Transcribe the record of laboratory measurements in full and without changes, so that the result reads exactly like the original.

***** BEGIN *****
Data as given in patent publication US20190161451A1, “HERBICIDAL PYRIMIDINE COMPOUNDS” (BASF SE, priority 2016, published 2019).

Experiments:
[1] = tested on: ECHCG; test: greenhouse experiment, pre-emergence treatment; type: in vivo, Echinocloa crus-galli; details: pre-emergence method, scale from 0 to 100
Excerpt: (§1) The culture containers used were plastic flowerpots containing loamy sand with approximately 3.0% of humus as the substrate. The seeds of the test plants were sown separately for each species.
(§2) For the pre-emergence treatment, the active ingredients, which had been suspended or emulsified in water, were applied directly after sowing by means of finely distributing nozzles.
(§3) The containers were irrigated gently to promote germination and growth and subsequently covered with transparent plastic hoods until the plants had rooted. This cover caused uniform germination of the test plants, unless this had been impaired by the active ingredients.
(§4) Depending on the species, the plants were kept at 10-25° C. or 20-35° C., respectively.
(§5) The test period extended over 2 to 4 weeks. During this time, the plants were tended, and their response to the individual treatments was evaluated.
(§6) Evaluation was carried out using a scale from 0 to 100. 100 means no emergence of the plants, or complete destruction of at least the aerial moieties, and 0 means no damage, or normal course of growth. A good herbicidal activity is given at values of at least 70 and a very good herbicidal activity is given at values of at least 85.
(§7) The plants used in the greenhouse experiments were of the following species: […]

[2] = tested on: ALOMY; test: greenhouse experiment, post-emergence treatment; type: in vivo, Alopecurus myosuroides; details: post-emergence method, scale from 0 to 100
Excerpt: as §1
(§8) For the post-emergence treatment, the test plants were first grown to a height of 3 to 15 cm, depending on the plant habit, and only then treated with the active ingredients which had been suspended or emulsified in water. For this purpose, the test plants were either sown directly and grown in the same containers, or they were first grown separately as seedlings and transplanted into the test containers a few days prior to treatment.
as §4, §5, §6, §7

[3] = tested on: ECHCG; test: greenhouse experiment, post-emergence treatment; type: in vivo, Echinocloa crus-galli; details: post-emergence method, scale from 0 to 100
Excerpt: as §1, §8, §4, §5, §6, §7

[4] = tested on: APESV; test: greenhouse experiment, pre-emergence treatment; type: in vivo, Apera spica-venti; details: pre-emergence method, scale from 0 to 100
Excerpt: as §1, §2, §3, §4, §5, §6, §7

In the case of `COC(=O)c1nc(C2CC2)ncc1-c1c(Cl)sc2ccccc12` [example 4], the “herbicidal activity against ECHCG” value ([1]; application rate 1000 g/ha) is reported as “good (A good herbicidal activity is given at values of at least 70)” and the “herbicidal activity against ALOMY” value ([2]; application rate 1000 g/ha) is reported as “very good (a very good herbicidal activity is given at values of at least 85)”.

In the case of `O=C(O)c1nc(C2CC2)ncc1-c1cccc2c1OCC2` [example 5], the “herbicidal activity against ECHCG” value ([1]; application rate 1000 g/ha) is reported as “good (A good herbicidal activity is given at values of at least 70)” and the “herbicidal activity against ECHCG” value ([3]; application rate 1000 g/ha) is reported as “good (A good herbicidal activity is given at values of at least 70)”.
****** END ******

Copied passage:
Data as given in patent publication US20190161451A1, “HERBICIDAL PYRIMIDINE COMPOUNDS” (BASF SE, priority 2016, published 2019).

Experiments:
[1] = tested on: ECHCG; test: greenhouse experiment, pre-emergence treatment; type: in vivo, Echinocloa crus-galli; details: pre-emergence method, scale from 0 to 100
Excerpt: (§1) The culture containers used were plastic flowerpots containing loamy sand with approximately 3.0% of humus as the substrate. The seeds of the test plants were sown separately for each species.
(§2) For the pre-emergence treatment, the active ingredients, which had been suspended or emulsified in water, were applied directly after sowing by means of finely distributing nozzles.
(§3) The containers were irrigated gently to promote germination and growth and subsequently covered with transparent plastic hoods until the plants had rooted. This cover caused uniform germination of the test plants, unless this had been impaired by the active ingredients.
(§4) Depending on the species, the plants were kept at 10-25° C. or 20-35° C., respectively.
(§5) The test period extended over 2 to 4 weeks. During this time, the plants were tended, and their response to the individual treatments was evaluated.
(§6) Evaluation was carried out using a scale from 0 to 100. 100 means no emergence of the plants, or complete destruction of at least the aerial moieties, and 0 means no damage, or normal course of growth. A good herbicidal activity is given at values of at least 70 and a very good herbicidal activity is given at values of at least 85.
(§7) The plants used in the greenhouse experiments were of the following species: […]

[2] = tested on: ALOMY; test: greenhouse experiment, post-emergence treatment; type: in vivo, Alopecurus myosuroides; details: post-emergence method, scale from 0 to 100
Excerpt: as §1
(§8) For the post-emergence treatment, the test plants were first grown to a height of 3 to 15 cm, depending on the plant habit, and only then treated with the active ingredients which had been suspended or emulsified in water. For this purpose, the test plants were either sown directly and grown in the same containers, or they were first grown separately as seedlings and transplanted into the test containers a few days prior to treatment.
as §4, §5, §6, §7

[3] = tested on: ECHCG; test: greenhouse experiment, post-emergence treatment; type: in vivo, Echinocloa crus-galli; details: post-emergence method, scale from 0 to 100
Excerpt: as §1, §8, §4, §5, §6, §7

[4] = tested on: APESV; test: greenhouse experiment, pre-emergence treatment; type: in vivo, Apera spica-venti; details: pre-emergence method, scale from 0 to 100
Excerpt: as §1, §2, §3, §4, §5, §6, §7

In the case of `COC(=O)c1nc(C2CC2)ncc1-c1c(Cl)sc2ccccc12` [example 4], the “herbicidal activity against ECHCG” value ([1]; application rate 1000 g/ha) is reported as “good (A good herbicidal activity is given at values of at least 70)” and the “herbicidal activity against ALOMY” value ([2]; application rate 1000 g/ha) is reported as “very good (a very good herbicidal activity is given at values of at least 85)”.

In the case of `O=C(O)c1nc(C2CC2)ncc1-c1cccc2c1OCC2` [example 5], the “herbicidal activity against ECHCG” value ([1]; application rate 1000 g/ha) is reported as “good (A good herbicidal activity is given at values of at least 70)” and the “herbicidal activity against ECHCG” value ([3]; application rate 1000 g/ha) is reported as “good (A good herbicidal activity is given at values of at least 70)”.